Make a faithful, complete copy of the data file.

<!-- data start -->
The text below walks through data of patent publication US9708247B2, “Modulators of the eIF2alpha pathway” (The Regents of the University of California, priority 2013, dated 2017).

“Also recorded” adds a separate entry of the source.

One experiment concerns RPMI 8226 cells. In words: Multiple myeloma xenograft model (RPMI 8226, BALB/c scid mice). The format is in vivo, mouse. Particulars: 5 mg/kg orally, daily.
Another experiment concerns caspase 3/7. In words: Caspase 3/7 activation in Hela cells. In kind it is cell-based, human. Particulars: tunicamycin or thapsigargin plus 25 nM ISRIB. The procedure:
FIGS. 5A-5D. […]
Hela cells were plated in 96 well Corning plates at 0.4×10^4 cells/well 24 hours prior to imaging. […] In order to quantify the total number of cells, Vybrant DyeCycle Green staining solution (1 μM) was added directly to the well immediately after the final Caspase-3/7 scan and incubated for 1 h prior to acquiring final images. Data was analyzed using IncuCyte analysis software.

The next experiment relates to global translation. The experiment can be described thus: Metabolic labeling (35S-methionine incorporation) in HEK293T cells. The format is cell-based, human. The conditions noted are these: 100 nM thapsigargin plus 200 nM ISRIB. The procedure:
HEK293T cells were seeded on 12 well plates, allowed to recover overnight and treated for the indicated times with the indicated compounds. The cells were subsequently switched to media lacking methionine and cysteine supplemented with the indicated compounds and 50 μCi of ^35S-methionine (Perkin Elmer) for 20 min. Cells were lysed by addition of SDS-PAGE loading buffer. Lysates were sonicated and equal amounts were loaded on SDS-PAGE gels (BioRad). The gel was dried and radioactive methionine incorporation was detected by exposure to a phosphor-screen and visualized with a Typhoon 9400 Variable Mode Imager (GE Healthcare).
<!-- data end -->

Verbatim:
The text below walks through data of patent publication US9708247B2, “Modulators of the eIF2alpha pathway” (The Regents of the University of California, priority 2013, dated 2017).

“Also recorded” adds a separate entry of the source.

One experiment concerns RPMI 8226 cells. In words: Multiple myeloma xenograft model (RPMI 8226, BALB/c scid mice). The format is in vivo, mouse. Particulars: 5 mg/kg orally, daily.
Another experiment concerns caspase 3/7. In words: Caspase 3/7 activation in Hela cells. In kind it is cell-based, human. Particulars: tunicamycin or thapsigargin plus 25 nM ISRIB. The procedure:
FIGS. 5A-5D. […]
Hela cells were plated in 96 well Corning plates at 0.4×10^4 cells/well 24 hours prior to imaging. […] In order to quantify the total number of cells, Vybrant DyeCycle Green staining solution (1 μM) was added directly to the well immediately after the final Caspase-3/7 scan and incubated for 1 h prior to acquiring final images. Data was analyzed using IncuCyte analysis software.

The next experiment relates to global translation. The experiment can be described thus: Metabolic labeling (35S-methionine incorporation) in HEK293T cells. The format is cell-based, human. The conditions noted are these: 100 nM thapsigargin plus 200 nM ISRIB. The procedure:
HEK293T cells were seeded on 12 well plates, allowed to recover overnight and treated for the indicated times with the indicated compounds. The cells were subsequently switched to media lacking methionine and cysteine supplemented with the indicated compounds and 50 μCi of ^35S-methionine (Perkin Elmer) for 20 min. Cells were lysed by addition of SDS-PAGE loading buffer. Lysates were sonicated and equal amounts were loaded on SDS-PAGE gels (BioRad). The gel was dried and radioactive methionine incorporation was detected by exposure to a phosphor-screen and visualized with a Typhoon 9400 Variable Mode Imager (GE Healthcare).